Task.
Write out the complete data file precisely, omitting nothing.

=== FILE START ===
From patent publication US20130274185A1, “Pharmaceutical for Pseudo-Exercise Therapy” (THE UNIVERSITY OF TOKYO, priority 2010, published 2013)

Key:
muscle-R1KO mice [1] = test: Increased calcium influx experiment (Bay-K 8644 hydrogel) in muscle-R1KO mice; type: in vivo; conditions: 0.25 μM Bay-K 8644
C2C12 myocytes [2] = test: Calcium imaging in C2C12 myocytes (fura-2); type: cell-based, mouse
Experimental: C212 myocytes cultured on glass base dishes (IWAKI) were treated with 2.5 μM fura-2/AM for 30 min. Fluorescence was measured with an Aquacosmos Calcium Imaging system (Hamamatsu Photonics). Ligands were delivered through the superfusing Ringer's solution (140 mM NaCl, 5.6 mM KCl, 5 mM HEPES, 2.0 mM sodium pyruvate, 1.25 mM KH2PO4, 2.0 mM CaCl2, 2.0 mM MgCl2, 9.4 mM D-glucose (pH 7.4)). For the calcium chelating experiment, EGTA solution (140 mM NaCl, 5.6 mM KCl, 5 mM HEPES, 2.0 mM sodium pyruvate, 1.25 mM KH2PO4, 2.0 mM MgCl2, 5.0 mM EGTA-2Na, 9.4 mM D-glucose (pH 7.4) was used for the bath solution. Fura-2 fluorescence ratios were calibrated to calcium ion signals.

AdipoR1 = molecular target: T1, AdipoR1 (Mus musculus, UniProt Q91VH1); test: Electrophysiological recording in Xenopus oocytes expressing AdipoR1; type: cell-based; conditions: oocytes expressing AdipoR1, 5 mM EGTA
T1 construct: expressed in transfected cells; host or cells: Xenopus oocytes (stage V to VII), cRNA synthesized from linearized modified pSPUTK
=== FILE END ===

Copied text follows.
From patent publication US20130274185A1, “Pharmaceutical for Pseudo-Exercise Therapy” (THE UNIVERSITY OF TOKYO, priority 2010, published 2013)

Key:
muscle-R1KO mice [1] = test: Increased calcium influx experiment (Bay-K 8644 hydrogel) in muscle-R1KO mice; type: in vivo; conditions: 0.25 μM Bay-K 8644
C2C12 myocytes [2] = test: Calcium imaging in C2C12 myocytes (fura-2); type: cell-based, mouse
Experimental: C212 myocytes cultured on glass base dishes (IWAKI) were treated with 2.5 μM fura-2/AM for 30 min. Fluorescence was measured with an Aquacosmos Calcium Imaging system (Hamamatsu Photonics). Ligands were delivered through the superfusing Ringer's solution (140 mM NaCl, 5.6 mM KCl, 5 mM HEPES, 2.0 mM sodium pyruvate, 1.25 mM KH2PO4, 2.0 mM CaCl2, 2.0 mM MgCl2, 9.4 mM D-glucose (pH 7.4)). For the calcium chelating experiment, EGTA solution (140 mM NaCl, 5.6 mM KCl, 5 mM HEPES, 2.0 mM sodium pyruvate, 1.25 mM KH2PO4, 2.0 mM MgCl2, 5.0 mM EGTA-2Na, 9.4 mM D-glucose (pH 7.4) was used for the bath solution. Fura-2 fluorescence ratios were calibrated to calcium ion signals.

AdipoR1 = molecular target: T1, AdipoR1 (Mus musculus, UniProt Q91VH1); test: Electrophysiological recording in Xenopus oocytes expressing AdipoR1; type: cell-based; conditions: oocytes expressing AdipoR1, 5 mM EGTA
T1 construct: expressed in transfected cells; host or cells: Xenopus oocytes (stage V to VII), cRNA synthesized from linearized modified pSPUTK